Fun Fixtures Found In Foreclosures – The Interesting Things I Find In The Foreclosure Homes Of Vintage Las Vegas

Jack LeVine Of Keller Williams Realty is the author of This is an ongoing series that will probably last for another year until we divest ourselves of the excess inventory of foreclosed homes.

Some of the foreclosures are just purely junk. There’s no original features left. The architectural or design character, charm and uniqueness has been stripped away, or abused beyond salvation. When there’s fun interesting, amusing, or charming original features, I take pictures for this series, and more importantly, I put it into my brain as a home worthy of one of my clients. I don’t just find homes for my clients, I’m also working diligently to find the right buyer for a home.  

I’m of the opinion that the banks are listing them at rock bottom prices, and they’re accepting offers at or slightly below the list prices. Sometimes there’s multiple offers, and the sale price is being bid up higher than the list price. That’s my best gauge of the market. It’s happening more and more often now. I’m also for the first time seeing the banks actually accepting more short sales. I’ve totally ignored and poo-poo’d them in the past, but am starting to pay attention to them now.

It’s interesting, and fulfilling to note that the words classic, vintage, retro, and historic are showing up in a lot in other agents listings. It’s also amusing when I see remarks such as “old home in old neighborhood”. Most of the agents still don’t “get it”, but we’re definitely making progress!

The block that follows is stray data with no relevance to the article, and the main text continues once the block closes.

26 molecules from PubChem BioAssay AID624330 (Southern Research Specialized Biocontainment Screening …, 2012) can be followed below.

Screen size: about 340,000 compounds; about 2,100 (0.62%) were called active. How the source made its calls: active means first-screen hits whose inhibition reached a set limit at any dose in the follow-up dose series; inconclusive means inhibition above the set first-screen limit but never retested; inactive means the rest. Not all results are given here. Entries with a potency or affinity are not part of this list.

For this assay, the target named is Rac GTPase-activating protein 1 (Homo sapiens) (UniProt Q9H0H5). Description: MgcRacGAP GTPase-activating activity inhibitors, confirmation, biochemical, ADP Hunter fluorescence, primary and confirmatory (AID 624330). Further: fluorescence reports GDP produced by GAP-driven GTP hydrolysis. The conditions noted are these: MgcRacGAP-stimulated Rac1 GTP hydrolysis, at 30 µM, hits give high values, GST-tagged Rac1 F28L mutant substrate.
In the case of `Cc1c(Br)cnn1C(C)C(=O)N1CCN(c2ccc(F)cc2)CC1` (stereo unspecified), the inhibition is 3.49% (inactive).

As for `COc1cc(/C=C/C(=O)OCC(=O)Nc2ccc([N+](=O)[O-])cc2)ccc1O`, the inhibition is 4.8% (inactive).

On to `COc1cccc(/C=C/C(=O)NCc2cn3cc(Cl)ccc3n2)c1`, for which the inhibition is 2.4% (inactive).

IMG_7507I’m out looking at the foreclosures (as well as the nice, well loved homes) almost everyday. Sometimes I’m out scouting, but usually I’m with a buyer. To get to ride around with me, you have to be pre-qualified, and ready to buy. You have to know yourself and your finances well enough to know how much of a fixer your willing to buy. Some of the foreclosures are in extremely poor condition and need a complete rebuild. Others just need paint, flooring, landscaping or cleaning. Rarely are they move-in ready.

There’s an on going pipeline that flows along with the process. Every buyer is somewhere along the path, and each buyer has their own time line and agenda. Each transaction goes thru the steps of qualifying, searching, negotiating, paperwork completion, escrow opening, inspections, appraisals, loan underwriting, final signings and closing. I’m always at some point in the process with each of my clients. One of the most important things I do, is to coordinate the process thru each step.

Yesterday, a regular reader asked if I’m TOO busy to take her on as a client. I didn’t think that yesterday’s post suggested that, but she was afraid I don’t have time to help her also. Nothing could be further from the truth.

I’m doing the preliminary consultation with her tonight. It takes an hour or so. I’ll explain the process. We’ll talk about the options. We’ll figure out a time line and schedule. We’ll make sure she’s working with a GOOD lender. We’ll talk about the neighborhoods and the areas of Vintage Vegas. We’ll explore whether we’ll be looking for fixers or already nice homes, and what size and shape and features will be right for her.

And we’ll be deciding at the end if we want to work together. Occasionally we just don’t click with each other. Sometimes there’s expectations I can’t fulfill. But I’m always willing, at the minimum, to help a buyer explore the possibilities. Then we can go to the next step if it’s appropriate.